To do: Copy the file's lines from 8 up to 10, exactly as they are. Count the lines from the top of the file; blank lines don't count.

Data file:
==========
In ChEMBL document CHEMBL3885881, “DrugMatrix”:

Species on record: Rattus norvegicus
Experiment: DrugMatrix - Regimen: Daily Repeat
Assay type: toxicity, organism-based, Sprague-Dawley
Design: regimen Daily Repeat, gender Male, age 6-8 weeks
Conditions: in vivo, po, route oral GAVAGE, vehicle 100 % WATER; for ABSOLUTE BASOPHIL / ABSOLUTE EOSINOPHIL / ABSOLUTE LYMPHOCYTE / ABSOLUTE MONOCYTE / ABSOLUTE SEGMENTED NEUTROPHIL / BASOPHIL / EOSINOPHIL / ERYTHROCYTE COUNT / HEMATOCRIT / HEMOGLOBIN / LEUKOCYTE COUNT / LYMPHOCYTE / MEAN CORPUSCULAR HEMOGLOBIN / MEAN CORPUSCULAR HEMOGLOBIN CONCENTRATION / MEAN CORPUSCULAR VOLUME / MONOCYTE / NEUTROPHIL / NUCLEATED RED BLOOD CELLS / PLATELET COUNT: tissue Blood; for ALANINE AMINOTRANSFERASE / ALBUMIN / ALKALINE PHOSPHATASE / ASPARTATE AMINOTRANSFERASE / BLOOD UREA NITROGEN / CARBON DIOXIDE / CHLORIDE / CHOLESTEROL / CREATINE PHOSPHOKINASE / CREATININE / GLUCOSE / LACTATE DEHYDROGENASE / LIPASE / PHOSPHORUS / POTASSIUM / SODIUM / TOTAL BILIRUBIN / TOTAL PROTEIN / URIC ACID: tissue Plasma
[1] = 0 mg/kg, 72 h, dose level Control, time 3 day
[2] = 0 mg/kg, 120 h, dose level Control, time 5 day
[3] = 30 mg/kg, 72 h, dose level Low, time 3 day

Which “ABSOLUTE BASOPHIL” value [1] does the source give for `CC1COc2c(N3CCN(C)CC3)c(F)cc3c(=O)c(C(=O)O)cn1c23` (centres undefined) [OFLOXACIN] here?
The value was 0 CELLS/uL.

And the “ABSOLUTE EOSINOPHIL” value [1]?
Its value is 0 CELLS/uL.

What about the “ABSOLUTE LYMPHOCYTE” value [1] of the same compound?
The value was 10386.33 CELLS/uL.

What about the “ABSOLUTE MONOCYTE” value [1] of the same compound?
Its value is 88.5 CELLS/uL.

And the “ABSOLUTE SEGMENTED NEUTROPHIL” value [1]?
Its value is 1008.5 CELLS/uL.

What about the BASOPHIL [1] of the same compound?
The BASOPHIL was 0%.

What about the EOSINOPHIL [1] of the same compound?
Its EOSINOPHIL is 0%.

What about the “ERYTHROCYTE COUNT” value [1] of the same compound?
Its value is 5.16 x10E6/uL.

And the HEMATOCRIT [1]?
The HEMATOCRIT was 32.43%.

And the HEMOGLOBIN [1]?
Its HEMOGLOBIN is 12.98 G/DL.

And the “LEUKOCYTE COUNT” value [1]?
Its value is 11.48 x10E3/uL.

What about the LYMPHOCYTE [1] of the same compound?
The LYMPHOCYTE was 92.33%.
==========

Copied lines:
[2] = 0 mg/kg, 120 h, dose level Control, time 5 day
[3] = 30 mg/kg, 72 h, dose level Low, time 3 day

Which “ABSOLUTE BASOPHIL” value [1] does the source give for `CC1COc2c(N3CCN(C)CC3)c(F)cc3c(=O)c(C(=O)O)cn1c23` (centres undefined) [OFLOXACIN] here?